‘Dutch fugitive’ Guus Kouwenhoven
Found guilty by Dutch Supreme Court and sentenced (2017); fled to South Africa; the Dutch requested his extradition; South African decison multiple times postponed; extradition request definitely denied (Febr 2020); visitor’s visa cancelled, declared an ‘undesirable person’ (Nov 2020); denial of extradition request overruled (Dec 2020). On September 22, 2021 the Supreme Court of Appeal of South Africa dismissed Kouwenhoven’s appeal. As one newspaper reported: ‘The South African Government is now free to extradite Mr. Kouwenhoven to the Netherlands.’ (African Star, September 22, 2021, see below).
Hence, the question emerges: Will South African autorities finally put Kouwenhoven on a plane to Amsterdam, will the convicted war criminal flee from justice or will Kouwenhoven’s expensive lawyers be once more successfull in delaying justice? The Supreme Court of Appeal of South Africa notes in its Judgement (page 3, note 2): ‘He (Kouwenhoven – note of the webmaster FVDK) has lodged an appeal to the European Court of Human Rights, which it appears is still pending.’
It’s odd that a man who has been found guilty of the illegal importation of arms which were used to kill innocent civilians in Africa, tries to save his skin with an appeal to the European Court of Human Rights!
The extradition saga
At the end of 2019, hope re-emerged that Kouwenhoven would soon be extradited, after an address by senior prosecutor Christopher Burke (South Africa) before the Cape Town Magistrate’s Court.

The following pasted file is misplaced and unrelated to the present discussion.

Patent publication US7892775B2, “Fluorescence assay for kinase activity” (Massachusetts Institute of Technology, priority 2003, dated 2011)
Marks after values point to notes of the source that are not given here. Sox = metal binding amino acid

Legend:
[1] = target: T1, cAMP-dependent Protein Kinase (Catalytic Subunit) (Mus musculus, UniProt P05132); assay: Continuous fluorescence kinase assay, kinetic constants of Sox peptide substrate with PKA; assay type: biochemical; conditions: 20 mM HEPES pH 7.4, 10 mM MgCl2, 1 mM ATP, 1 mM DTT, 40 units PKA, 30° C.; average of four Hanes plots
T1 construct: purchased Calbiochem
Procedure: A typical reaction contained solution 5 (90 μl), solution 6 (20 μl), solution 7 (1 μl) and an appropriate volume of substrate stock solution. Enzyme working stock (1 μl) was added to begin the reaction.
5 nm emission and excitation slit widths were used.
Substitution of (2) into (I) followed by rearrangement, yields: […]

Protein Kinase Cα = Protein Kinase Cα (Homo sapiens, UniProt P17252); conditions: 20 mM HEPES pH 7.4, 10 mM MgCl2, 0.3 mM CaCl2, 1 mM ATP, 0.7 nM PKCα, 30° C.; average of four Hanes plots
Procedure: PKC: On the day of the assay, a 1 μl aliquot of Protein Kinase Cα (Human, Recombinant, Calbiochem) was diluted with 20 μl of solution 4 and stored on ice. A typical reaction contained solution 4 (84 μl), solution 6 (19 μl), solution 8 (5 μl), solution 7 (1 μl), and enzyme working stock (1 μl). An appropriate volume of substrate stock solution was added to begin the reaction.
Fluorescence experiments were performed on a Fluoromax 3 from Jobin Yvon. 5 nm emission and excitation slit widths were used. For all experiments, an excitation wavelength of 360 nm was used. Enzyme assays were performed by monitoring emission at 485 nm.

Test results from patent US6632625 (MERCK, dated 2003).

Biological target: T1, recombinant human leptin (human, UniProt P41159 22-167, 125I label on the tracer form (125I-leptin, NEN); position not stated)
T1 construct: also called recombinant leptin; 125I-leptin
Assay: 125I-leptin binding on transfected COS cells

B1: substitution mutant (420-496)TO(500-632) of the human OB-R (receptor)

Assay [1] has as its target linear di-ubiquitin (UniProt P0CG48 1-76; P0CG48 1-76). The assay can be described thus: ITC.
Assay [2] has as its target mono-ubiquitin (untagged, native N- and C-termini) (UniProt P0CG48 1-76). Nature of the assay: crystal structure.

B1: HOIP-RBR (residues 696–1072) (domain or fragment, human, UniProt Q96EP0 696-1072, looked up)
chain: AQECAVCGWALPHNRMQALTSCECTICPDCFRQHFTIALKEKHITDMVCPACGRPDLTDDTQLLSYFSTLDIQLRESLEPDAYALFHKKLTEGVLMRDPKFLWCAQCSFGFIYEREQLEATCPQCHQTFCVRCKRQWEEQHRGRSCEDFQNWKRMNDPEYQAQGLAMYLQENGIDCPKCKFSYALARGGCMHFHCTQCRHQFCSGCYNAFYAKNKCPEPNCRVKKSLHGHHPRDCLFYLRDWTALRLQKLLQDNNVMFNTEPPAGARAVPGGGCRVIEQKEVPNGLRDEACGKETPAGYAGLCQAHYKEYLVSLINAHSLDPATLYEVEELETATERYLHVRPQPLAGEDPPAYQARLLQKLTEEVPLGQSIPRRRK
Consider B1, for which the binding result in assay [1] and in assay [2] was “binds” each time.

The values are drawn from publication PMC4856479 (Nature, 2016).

However, to the disappointment of many, on February 21, 2020 Cape Town Magistrate Ingrid Arntsen ruled in favour of Guus Kouwenhoven.She said it was with “great regret” she had decided that Dutch arms dealer Guus Kouwenhoven could not be extradited to the Netherlands because ‘the Extradition Act made it clear that people could be extradited only in relation to offences alleged to have been committed within the territorial jurisdiction of the state requesting extradition.’
On March 16, 2020 the Southern Africa Litigation Centre (SALC) was seeking an order to set aside a visa granted to the convicted Dutch war criminal. The rights group will argue that Kouwenhoven did not disclose his conviction for war crimes when applying for a visa.
Update as of December 30, 2020
In an unexpected development South Africa cancelled the visitor’s visa of Guus Kouwenhoven and declared him an “undesirable person” whereas the State successfully appealed the denial of the extradition request by the Cape Town Magistrates’ Court.
Following a hearing of the case on 27 October 2020, the Department of Home Affairs (DHA, South Africa) on 5 November 2020 declared Kouwenhoven undesirable in terms of sections 30(1)(f) and (g) of the Immigration Act, and notified him of the decision to cancel his visitor’s visa. Kouwenhoven can now appeal the decision by the DHA. If he fails to make representations, within ten days, the cancellation of his visa will become effective.
The South African State – in the person of the Western Cape’s Director of Public Prosecutions, via Advocate Christopher Burke – successfully appealed the February 2020 Cape Town Magistrates’ Court ruling (denying the extradition request). On December 23, 2020 the Western Cape High Court ruled in favor of the State appeal. This means that Kouwenhoven may still face extradition.
For more details and the full background of the Kouwenhoven saga visit the link ‘Dutch fugitive’ Guus Kouwenhoven